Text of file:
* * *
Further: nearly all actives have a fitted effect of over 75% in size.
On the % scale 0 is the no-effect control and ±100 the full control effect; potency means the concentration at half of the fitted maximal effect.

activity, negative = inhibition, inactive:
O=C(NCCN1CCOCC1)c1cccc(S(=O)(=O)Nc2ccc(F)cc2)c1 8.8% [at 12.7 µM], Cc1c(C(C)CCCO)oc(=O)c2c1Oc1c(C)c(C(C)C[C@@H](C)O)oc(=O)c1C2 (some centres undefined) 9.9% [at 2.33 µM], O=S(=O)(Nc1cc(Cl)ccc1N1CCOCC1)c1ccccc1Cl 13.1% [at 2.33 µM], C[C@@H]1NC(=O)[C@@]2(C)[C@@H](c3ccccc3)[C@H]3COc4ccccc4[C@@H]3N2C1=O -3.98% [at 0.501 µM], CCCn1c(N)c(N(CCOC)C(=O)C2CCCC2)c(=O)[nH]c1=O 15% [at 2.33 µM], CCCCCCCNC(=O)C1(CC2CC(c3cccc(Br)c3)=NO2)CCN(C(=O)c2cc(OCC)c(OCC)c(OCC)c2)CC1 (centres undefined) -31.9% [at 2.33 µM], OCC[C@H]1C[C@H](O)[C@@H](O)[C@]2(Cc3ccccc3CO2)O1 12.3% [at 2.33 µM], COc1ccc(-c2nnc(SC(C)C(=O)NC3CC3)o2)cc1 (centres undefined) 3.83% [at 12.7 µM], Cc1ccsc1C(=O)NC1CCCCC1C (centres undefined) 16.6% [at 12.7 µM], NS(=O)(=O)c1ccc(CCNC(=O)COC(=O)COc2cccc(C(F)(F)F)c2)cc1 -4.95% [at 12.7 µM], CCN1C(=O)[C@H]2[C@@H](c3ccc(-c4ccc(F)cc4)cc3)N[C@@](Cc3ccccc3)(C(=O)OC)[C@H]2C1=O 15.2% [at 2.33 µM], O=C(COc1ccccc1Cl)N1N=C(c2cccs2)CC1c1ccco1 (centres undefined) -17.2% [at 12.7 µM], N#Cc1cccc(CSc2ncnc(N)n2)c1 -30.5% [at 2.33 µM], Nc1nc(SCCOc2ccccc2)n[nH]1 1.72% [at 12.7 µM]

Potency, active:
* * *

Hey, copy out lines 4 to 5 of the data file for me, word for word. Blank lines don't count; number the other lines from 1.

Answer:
O=C(NCCN1CCOCC1)c1cccc(S(=O)(=O)Nc2ccc(F)cc2)c1 8.8% [at 12.7 µM], Cc1c(C(C)CCCO)oc(=O)c2c1Oc1c(C)c(C(C)C[C@@H](C)O)oc(=O)c1C2 (some centres undefined) 9.9% [at 2.33 µM], O=S(=O)(Nc1cc(Cl)ccc1N1CCOCC1)c1ccccc1Cl 13.1% [at 2.33 µM], C[C@@H]1NC(=O)[C@@]2(C)[C@@H](c3ccccc3)[C@H]3COc4ccccc4[C@@H]3N2C1=O -3.98% [at 0.501 µM], CCCn1c(N)c(N(CCOC)C(=O)C2CCCC2)c(=O)[nH]c1=O 15% [at 2.33 µM], CCCCCCCNC(=O)C1(CC2CC(c3cccc(Br)c3)=NO2)CCN(C(=O)c2cc(OCC)c(OCC)c(OCC)c2)CC1 (centres undefined) -31.9% [at 2.33 µM], OCC[C@H]1C[C@H](O)[C@@H](O)[C@]2(Cc3ccccc3CO2)O1 12.3% [at 2.33 µM], COc1ccc(-c2nnc(SC(C)C(=O)NC3CC3)o2)cc1 (centres undefined) 3.83% [at 12.7 µM], Cc1ccsc1C(=O)NC1CCCCC1C (centres undefined) 16.6% [at 12.7 µM], NS(=O)(=O)c1ccc(CCNC(=O)COC(=O)COc2cccc(C(F)(F)F)c2)cc1 -4.95% [at 12.7 µM], CCN1C(=O)[C@H]2[C@@H](c3ccc(-c4ccc(F)cc4)cc3)N[C@@](Cc3ccccc3)(C(=O)OC)[C@H]2C1=O 15.2% [at 2.33 µM], O=C(COc1ccccc1Cl)N1N=C(c2cccs2)CC1c1ccco1 (centres undefined) -17.2% [at 12.7 µM], N#Cc1cccc(CSc2ncnc(N)n2)c1 -30.5% [at 2.33 µM], Nc1nc(SCCOc2ccccc2)n[nH]1 1.72% [at 12.7 µM]

Potency, active: